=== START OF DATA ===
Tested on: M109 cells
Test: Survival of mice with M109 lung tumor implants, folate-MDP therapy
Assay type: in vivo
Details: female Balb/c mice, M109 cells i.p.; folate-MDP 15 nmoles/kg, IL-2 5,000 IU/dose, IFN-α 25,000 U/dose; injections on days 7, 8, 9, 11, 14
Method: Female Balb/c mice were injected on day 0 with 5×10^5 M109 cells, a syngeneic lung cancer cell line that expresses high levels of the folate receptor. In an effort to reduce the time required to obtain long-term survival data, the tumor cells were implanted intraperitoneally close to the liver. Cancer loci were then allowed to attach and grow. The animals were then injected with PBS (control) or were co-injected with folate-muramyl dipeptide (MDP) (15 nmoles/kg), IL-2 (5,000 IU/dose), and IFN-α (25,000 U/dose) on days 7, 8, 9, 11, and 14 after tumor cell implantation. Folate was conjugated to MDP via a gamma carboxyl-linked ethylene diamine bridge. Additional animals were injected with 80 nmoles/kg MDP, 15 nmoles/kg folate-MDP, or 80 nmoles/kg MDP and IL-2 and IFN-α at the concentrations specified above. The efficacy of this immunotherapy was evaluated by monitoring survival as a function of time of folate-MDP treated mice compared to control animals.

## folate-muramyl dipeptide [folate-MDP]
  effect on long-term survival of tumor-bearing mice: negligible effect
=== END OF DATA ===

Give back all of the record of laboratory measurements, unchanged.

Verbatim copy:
Tested on: M109 cells
Test: Survival of mice with M109 lung tumor implants, folate-MDP therapy
Assay type: in vivo
Details: female Balb/c mice, M109 cells i.p.; folate-MDP 15 nmoles/kg, IL-2 5,000 IU/dose, IFN-α 25,000 U/dose; injections on days 7, 8, 9, 11, 14
Method: Female Balb/c mice were injected on day 0 with 5×10^5 M109 cells, a syngeneic lung cancer cell line that expresses high levels of the folate receptor. In an effort to reduce the time required to obtain long-term survival data, the tumor cells were implanted intraperitoneally close to the liver. Cancer loci were then allowed to attach and grow. The animals were then injected with PBS (control) or were co-injected with folate-muramyl dipeptide (MDP) (15 nmoles/kg), IL-2 (5,000 IU/dose), and IFN-α (25,000 U/dose) on days 7, 8, 9, 11, and 14 after tumor cell implantation. Folate was conjugated to MDP via a gamma carboxyl-linked ethylene diamine bridge. Additional animals were injected with 80 nmoles/kg MDP, 15 nmoles/kg folate-MDP, or 80 nmoles/kg MDP and IL-2 and IFN-α at the concentrations specified above. The efficacy of this immunotherapy was evaluated by monitoring survival as a function of time of folate-MDP treated mice compared to control animals.

## folate-muramyl dipeptide [folate-MDP]
  effect on long-term survival of tumor-bearing mice: negligible effect